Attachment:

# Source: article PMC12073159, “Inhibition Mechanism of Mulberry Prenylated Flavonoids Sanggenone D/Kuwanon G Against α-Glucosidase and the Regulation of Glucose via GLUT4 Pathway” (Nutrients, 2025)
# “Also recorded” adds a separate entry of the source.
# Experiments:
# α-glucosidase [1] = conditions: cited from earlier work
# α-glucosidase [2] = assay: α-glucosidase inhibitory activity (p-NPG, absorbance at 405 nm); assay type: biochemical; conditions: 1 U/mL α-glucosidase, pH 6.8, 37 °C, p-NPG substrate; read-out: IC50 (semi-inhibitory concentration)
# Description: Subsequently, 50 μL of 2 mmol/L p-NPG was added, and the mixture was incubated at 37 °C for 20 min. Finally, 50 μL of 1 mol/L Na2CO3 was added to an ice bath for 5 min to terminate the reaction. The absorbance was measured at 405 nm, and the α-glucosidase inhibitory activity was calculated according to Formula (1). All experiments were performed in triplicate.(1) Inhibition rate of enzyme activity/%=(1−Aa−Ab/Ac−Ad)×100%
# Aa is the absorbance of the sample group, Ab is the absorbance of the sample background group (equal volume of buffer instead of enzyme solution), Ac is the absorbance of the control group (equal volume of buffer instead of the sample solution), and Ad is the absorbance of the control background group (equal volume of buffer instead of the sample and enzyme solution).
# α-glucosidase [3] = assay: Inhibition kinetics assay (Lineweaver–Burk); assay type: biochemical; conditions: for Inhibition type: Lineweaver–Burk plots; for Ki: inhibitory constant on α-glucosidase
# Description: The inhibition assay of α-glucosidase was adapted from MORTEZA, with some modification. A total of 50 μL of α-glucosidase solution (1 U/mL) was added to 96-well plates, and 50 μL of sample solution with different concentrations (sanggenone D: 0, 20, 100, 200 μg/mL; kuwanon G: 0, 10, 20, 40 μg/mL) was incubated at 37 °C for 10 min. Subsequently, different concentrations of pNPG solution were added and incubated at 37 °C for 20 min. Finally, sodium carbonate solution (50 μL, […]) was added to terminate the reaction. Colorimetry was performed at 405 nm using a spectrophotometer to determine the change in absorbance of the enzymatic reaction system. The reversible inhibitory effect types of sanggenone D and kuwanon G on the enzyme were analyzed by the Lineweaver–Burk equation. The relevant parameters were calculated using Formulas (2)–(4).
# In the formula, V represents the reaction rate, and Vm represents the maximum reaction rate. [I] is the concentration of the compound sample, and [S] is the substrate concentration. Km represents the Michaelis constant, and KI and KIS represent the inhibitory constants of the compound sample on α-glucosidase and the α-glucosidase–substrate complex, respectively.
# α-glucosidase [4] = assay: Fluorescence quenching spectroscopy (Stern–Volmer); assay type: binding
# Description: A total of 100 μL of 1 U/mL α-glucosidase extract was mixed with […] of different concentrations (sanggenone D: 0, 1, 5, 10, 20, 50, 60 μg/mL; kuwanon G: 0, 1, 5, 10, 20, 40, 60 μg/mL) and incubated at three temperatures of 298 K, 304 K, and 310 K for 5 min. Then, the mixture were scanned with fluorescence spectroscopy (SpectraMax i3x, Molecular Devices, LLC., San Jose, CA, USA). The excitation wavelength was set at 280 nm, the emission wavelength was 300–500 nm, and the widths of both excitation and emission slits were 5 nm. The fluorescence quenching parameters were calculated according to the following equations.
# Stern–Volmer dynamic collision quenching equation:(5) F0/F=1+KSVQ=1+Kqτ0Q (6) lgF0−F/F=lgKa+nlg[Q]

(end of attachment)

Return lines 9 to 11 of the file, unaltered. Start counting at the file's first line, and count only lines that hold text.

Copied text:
# Description: The inhibition assay of α-glucosidase was adapted from MORTEZA, with some modification. A total of 50 μL of α-glucosidase solution (1 U/mL) was added to 96-well plates, and 50 μL of sample solution with different concentrations (sanggenone D: 0, 20, 100, 200 μg/mL; kuwanon G: 0, 10, 20, 40 μg/mL) was incubated at 37 °C for 10 min. Subsequently, different concentrations of pNPG solution were added and incubated at 37 °C for 20 min. Finally, sodium carbonate solution (50 μL, […]) was added to terminate the reaction. Colorimetry was performed at 405 nm using a spectrophotometer to determine the change in absorbance of the enzymatic reaction system. The reversible inhibitory effect types of sanggenone D and kuwanon G on the enzyme were analyzed by the Lineweaver–Burk equation. The relevant parameters were calculated using Formulas (2)–(4).
# In the formula, V represents the reaction rate, and Vm represents the maximum reaction rate. [I] is the concentration of the compound sample, and [S] is the substrate concentration. Km represents the Michaelis constant, and KI and KIS represent the inhibitory constants of the compound sample on α-glucosidase and the α-glucosidase–substrate complex, respectively.
# α-glucosidase [4] = assay: Fluorescence quenching spectroscopy (Stern–Volmer); assay type: binding